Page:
Examining food purchasing patterns from sales data at a full-service grocery store intervention in a former food desert.
ABSTRACT: BACKGROUND:The Good Food Junction Grocery Store was opened in a former food desert in the inner city of Saskatoon, Canada. OBJECTIVE:The purpose of this research was to examine, using grocery store sales data, healthy and less healthful food purchasing over a one-year period beginning eight months after opening by shoppers' neighborhood of residence. DESIGN:A multilevel cross sectional design was used. The sample consisted of members of the Good Food Junction with a valid address in Saskatoon, Saskatchewan. All purchases made by members who reported their postal code of residence from May 15, 2013 to April 30, 2014 were analyzed. The outcome variable was the total amount spent on foods in 11 food groups. Linear random intercept models with three levels were fit to the data. RESULTS:Shoppers who were residents of former food desert neighborhoods spent $0.7 (95% CI: 0.2 to 1.2) more on vegetables, and $1.2 (95% CI: - 1.8 to - 0.6) less on meat, and $1.1 (95% CI: - 2.0 to - 0.3) less on prepared foods than shoppers who did not reside in those neighborhoods. CONCLUSIONS:When given geographical access to healthy food, people living in disadvantaged former food desert neighborhoods will take advantage of that access.
Project description:Greater distance to full-service supermarkets and low income may impair access to healthy diets and contribute to chronic kidney disease (CKD) and hypertension. The study aim was to determine relationships among residence in a "food desert," low income, CKD, and blood pressure.Adults in the 2003-2010 National Health and Nutrition Examination Survey (N=22,173) were linked to food desert data (www.ers.usda.gov) by Census Tracts. Food deserts have low median income and are further from a supermarket or large grocery store (>1 mile in urban areas, >10 miles in rural areas). Weighted regression was used to determine the association of residence in a food desert and family income with dietary intake; systolic blood pressure (SBP); and odds of CKD. Data analysis was performed in 2014-2015.Compared with those not in food deserts, participants residing in food deserts had lower levels of serum carotenoids (p<0.01), a biomarker of fruit and vegetable intake, and higher SBP (1.53 mmHg higher, 95% CI=0.41, 2.66) after adjustment for demographics and income. Residence in a food desert was not associated with odds of CKD (OR=1.20, 95% CI=0.96, 1.49). Lower, versus higher, income was associated with lower serum carotenoids (p<0.01) and higher SBP (2.00 mmHg higher for income-poverty ratio ?1 vs >3, 95% CI=1.12, 2.89), but also greater odds of CKD (OR=1.76 for income-poverty ratio ?1 vs >3, 95% CI=1.48, 2.10).Limited access to healthy food due to geographic or financial barriers could be targeted for prevention of CKD and hypertension.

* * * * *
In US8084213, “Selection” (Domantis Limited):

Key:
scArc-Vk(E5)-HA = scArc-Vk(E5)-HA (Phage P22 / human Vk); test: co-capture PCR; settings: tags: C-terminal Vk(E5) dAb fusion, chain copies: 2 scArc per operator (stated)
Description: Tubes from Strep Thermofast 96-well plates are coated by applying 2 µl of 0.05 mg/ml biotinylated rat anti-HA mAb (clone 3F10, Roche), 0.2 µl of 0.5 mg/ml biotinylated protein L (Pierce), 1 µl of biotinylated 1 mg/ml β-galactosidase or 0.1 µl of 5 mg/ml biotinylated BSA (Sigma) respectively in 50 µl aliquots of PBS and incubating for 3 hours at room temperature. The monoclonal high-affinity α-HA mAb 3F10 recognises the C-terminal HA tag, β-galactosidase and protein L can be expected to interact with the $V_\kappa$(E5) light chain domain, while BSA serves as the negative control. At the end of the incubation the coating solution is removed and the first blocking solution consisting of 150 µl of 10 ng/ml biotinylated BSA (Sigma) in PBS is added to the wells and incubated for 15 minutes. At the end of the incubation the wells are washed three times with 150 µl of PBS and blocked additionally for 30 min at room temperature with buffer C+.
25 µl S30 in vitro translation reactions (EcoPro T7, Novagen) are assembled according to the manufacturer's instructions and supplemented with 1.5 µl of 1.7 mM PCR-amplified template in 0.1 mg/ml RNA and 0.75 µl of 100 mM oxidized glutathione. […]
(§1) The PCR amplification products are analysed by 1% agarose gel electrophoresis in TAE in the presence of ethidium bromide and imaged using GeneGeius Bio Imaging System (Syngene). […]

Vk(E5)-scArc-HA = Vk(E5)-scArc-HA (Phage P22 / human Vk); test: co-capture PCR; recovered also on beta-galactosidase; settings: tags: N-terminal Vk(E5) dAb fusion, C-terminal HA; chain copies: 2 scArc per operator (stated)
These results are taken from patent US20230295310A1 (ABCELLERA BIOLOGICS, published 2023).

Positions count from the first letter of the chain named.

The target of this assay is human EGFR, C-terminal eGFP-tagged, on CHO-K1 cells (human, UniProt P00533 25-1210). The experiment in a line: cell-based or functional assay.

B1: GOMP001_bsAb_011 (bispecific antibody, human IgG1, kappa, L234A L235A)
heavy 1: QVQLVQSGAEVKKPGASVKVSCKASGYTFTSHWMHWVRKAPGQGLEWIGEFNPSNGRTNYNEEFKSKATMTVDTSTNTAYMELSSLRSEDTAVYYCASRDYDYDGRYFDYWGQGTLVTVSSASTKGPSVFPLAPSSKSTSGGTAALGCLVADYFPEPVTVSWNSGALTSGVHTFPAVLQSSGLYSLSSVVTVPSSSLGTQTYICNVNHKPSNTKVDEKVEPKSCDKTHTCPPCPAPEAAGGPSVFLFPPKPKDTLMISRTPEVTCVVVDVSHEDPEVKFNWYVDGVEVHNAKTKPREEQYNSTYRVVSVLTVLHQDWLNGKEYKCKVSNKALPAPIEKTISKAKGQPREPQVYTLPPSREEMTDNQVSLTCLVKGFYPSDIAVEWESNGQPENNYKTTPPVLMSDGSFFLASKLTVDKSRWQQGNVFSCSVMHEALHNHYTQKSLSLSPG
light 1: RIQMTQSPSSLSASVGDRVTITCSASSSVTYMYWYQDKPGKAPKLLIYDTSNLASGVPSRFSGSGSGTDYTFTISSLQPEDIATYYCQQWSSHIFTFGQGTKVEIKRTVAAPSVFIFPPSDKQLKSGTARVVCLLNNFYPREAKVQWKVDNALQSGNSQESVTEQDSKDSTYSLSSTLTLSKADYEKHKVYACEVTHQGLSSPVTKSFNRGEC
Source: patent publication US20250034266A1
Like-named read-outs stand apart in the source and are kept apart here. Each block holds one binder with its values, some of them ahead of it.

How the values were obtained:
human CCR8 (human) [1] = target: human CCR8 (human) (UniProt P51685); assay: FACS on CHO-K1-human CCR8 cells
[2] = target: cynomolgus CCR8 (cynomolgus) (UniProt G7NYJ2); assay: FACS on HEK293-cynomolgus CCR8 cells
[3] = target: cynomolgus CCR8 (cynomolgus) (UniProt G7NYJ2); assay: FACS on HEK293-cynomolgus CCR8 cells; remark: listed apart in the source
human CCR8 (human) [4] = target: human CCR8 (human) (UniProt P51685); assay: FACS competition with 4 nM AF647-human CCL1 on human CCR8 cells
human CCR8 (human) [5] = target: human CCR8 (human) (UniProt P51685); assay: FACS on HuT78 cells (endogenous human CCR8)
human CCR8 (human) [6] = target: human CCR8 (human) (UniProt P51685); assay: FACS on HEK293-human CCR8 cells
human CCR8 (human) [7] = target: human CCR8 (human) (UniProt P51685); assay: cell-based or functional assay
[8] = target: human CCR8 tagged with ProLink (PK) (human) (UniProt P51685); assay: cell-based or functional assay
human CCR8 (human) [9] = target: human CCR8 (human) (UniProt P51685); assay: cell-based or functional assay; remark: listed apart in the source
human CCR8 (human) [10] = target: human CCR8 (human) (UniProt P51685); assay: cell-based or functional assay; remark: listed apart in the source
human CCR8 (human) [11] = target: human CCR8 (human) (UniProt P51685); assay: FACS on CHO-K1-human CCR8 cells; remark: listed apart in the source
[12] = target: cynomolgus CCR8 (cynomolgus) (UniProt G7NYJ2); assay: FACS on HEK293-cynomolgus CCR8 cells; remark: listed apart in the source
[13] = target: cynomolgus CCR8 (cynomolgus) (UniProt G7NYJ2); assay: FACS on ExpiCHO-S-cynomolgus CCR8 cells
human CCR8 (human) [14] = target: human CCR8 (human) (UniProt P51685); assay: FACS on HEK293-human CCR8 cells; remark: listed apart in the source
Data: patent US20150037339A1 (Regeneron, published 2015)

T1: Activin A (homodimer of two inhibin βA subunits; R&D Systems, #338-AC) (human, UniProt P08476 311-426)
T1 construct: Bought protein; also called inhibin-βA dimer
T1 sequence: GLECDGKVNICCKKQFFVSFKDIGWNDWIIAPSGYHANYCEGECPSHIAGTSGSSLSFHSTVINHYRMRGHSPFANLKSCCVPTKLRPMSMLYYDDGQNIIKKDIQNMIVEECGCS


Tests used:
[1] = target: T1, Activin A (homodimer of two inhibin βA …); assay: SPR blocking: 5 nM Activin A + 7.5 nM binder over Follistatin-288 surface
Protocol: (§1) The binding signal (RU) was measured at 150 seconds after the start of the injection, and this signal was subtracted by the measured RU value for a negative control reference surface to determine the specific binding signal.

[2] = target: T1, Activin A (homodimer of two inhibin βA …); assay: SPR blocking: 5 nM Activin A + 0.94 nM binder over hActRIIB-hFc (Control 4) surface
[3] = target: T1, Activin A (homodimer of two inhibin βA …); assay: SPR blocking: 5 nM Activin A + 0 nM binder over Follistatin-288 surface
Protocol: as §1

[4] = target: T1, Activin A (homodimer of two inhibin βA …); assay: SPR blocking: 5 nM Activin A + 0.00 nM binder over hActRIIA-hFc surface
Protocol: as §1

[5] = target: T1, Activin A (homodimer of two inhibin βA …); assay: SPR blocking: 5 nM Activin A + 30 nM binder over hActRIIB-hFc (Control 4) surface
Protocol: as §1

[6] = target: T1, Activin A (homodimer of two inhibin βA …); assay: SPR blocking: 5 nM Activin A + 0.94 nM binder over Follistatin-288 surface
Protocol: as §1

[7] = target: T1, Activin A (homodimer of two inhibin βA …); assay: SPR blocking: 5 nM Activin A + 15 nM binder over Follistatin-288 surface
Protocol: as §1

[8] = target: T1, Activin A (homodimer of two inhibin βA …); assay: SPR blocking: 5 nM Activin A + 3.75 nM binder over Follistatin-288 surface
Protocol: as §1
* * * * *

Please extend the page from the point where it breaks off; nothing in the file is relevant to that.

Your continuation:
Project description:Little is known about the relationship between changes in food store environment and children's obesity risk in the United States. This study examines children's weight status associated with the changes in the quantity of food stores in their neighborhoods.A nationally representative cohort of schoolchildren in the United States was followed from fifth grade in 2004 to eighth grade in 2007 (n = 7,090). In 2004 and 2007, children's body mass index (BMI) was directly measured in schools. ZIP Code Business Patterns data from the Census Bureau in 2004 and 2007 characterized the numbers of food stores in every ZIP code area by type of store: supermarkets, limited-service restaurants, small-size grocery, and convenience stores. Baseline and change in the numbers of stores were the major exposures of interest.Girls living in neighborhoods with three or more supermarkets had a lower BMI 3 years later (by -.62 kg/m(2); 95% confidence interval = -1.05 to -.18) than did those living in neighborhoods without any supermarkets. Girls living in neighborhoods with many limited-service restaurants had a greater BMI 3 years later (by 1.02 kg/m(2); 95% confidence interval = .36-1.68) than did those living in neighborhoods with less than or equal to one limited-service restaurant. Exposure to a decreased quantity of small-size grocery stores in neighborhoods was associated with girls' lower BMI by eighth grade.The longitudinal association between neighborhood food environment and children's BMI differed by gender. For girls, supermarkets in neighborhoods seemed protective against obesity, whereas small-size grocery stores and limited-service restaurants in neighborhoods increased obesity risk. There was no significant longitudinal finding for boys.
Project description:Recent evidence suggests that opening a grocery store in a food desert does not translate to better diet quality among community residents.This study evaluated the influence of proximity to a healthy food store on the effect of a dietary behavioral intervention on diet among obese adults randomized to either a high fiber or American Heart Association diet intervention.Participants were recruited from Worcester County, Massachusetts, between June 2009 and January 2012. Dietary data were collected via 24-hour recalls at baseline and 3, 6, and 12 months post-intervention. Based on in-store inspection data, a store was considered as having adequate availability of healthy foods if it had at least one item available in each of 20 healthy food categories. Linear models evaluated maximum change in dietary outcomes in relation to road distance from residence to the nearest June healthy food store. The analysis was conducted in January to June 2014.On average, participants (N=204) were aged 52 years, BMI=34.9, and included 72% women and 89% non-Hispanic whites. Shorter distance to a healthy food store was associated with greater improvements in consumption of fiber (b=-1.07 g/day per mile, p<0.01) and fruits and vegetables (b=-0.19 servings/day per mile, p=0.03) with and without covariate adjustment.The effectiveness of dietary interventions is significantly influenced by the presence of a supportive community nutrition environment. Considering the nationwide efforts on promotion of healthy eating, the value of improving community access to healthy foods should not be underestimated.NCT00911885.